When is criticizing Israel anti-Semitic? by mattsteinglass
February 1, 2007, 10:09 am
Filed under: Israel, Jews

I’m going to refrain from going after the more objectionable aspects of Alvin Rosenfeld’s long essay on the “new” anti-Semitism and its supposed Jewish sympathizers. Basically, the essay is an attempt to recast serious opposition to right-wing Israeli ideology as equivalent to anti-Zionism, and anti-Zionism as equivalent to anti-Semitism. None of those equals signs are legit. Here’s the point in the piece which I think sums it up:

Israel’s policy of encouraging Jewish settlement in Gaza (which it
abandoned in 2005) and the West Bank has long been a flash point
of dispute, and its sometimes harsh treatment of Palestinian Arabs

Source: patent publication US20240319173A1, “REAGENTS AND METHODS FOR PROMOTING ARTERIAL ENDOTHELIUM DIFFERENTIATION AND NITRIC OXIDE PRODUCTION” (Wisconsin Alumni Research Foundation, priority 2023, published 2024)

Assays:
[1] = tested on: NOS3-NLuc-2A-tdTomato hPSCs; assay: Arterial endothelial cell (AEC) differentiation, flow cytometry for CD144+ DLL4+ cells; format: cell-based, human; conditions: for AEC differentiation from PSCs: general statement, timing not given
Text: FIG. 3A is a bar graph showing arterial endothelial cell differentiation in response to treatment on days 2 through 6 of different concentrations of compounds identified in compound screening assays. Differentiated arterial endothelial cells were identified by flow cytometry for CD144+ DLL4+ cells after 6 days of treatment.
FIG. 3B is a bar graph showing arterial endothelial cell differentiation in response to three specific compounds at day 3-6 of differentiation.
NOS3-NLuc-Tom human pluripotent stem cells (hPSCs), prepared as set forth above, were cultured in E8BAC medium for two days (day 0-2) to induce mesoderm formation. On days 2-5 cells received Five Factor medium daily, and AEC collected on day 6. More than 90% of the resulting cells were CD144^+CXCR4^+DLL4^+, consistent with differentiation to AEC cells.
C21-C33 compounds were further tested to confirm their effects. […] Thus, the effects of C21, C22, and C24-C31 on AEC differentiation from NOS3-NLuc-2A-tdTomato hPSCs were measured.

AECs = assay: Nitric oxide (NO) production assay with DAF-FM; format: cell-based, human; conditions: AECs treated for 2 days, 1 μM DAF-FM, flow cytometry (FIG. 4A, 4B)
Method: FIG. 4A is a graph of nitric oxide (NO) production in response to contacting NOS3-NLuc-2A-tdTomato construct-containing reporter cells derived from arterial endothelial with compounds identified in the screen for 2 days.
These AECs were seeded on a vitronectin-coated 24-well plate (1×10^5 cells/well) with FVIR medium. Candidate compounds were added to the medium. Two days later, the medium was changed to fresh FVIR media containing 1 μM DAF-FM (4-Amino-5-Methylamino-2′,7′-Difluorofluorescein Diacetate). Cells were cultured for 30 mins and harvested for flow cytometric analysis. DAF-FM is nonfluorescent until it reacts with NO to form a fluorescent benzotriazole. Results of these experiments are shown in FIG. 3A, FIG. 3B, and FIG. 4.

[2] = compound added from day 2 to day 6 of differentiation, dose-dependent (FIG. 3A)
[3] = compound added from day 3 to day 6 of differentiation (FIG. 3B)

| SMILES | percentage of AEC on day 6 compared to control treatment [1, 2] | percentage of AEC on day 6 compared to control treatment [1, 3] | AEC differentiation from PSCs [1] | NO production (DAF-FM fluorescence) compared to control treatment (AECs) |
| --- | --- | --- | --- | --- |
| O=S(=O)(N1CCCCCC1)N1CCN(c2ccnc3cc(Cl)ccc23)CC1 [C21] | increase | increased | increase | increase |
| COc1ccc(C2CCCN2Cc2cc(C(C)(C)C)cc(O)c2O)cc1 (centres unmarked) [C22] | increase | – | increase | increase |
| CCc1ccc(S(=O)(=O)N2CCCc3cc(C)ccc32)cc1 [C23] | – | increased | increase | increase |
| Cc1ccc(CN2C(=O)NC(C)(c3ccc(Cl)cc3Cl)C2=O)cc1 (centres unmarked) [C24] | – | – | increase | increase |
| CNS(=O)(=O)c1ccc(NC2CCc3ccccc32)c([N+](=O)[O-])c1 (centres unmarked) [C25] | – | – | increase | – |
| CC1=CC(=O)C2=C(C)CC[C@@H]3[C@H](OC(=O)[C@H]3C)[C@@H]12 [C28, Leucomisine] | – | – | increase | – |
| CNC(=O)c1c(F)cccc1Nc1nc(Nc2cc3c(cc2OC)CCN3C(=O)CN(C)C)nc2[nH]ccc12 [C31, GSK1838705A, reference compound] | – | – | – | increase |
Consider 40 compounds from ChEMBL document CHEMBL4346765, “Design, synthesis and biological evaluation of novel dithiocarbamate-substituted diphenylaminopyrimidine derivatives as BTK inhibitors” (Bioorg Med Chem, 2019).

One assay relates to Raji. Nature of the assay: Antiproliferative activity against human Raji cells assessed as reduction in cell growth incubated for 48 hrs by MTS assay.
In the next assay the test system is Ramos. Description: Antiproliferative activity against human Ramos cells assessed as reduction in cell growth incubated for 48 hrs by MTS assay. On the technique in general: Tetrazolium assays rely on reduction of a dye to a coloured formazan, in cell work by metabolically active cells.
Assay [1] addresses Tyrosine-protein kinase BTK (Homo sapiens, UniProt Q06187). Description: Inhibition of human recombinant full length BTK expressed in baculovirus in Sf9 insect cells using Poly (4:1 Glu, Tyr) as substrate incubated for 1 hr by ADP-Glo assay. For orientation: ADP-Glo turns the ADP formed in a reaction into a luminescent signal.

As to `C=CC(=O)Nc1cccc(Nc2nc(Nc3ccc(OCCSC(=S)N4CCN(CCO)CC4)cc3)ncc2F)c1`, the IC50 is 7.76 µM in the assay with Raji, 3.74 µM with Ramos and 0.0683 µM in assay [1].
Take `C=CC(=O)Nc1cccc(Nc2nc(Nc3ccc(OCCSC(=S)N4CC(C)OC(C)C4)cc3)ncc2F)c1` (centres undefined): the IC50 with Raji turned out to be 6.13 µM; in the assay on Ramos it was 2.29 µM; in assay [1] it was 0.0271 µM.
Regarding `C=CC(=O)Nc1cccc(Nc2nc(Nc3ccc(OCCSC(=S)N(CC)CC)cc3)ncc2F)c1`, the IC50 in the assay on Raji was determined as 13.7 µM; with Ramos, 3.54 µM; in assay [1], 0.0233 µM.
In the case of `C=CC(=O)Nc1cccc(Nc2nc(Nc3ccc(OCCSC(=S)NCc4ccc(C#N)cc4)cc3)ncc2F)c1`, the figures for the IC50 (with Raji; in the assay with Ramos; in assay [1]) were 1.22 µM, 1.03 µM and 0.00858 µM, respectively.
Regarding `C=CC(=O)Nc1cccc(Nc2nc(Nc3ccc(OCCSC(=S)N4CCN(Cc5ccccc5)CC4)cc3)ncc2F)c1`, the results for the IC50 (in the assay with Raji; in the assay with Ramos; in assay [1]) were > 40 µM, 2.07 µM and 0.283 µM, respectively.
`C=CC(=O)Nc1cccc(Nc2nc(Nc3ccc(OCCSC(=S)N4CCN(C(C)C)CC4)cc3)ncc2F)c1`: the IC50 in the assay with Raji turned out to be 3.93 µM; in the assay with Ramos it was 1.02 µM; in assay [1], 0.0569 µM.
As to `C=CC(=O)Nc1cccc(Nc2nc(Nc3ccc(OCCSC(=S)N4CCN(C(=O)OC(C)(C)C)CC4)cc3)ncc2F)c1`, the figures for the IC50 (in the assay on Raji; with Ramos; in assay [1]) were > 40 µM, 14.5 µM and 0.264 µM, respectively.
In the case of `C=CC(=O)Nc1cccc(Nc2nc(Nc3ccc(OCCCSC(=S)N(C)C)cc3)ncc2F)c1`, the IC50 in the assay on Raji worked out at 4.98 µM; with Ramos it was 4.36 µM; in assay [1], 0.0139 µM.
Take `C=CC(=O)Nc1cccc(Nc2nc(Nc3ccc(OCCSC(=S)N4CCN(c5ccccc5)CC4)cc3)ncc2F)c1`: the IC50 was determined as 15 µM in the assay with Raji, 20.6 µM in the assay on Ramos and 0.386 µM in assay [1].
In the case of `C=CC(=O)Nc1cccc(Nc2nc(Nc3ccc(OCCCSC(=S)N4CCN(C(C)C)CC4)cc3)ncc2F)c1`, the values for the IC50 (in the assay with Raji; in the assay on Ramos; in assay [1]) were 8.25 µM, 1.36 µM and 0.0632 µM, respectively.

living in those areas has also drawn a great deal of negative attention.
Criticizing such policies and actions is, in itself, not anti-
Semitic. To call Israel a Nazi state, however, as is commonly done
today, or to accuse it of fostering South African-style apartheid rule
or engaging in ethnic cleansing or wholesale genocide goes well
beyond legitimate criticism.

In fact, “calling Israel a Nazi state” is not “commonly done today” by anyone on the American political scene, and certainly not by any Jews. Accusing Israel of “fostering South African-style apartheid rule” is a perfectly legitimate argument and has nothing to do with anti-Semitism. Accusing it of “engaging in ethnic cleansing” is similarly a legitimate claim; it may be accurate or inaccurate, but it is certainly not an “illegitimate” critique. Accusing Israel of “wholesale genocide” is clearly inaccurate, and one might say “illegitimate”, and should not be lumped in with the other accusations.

Interestingly, Rosenfeld doesn’t mention any of the many Israeli left-wing groups who compare Israeli policy in the territories to apartheid. Presumably he doesn’t feel he has the street cred to accuse Israelis of being anti-Semitic.


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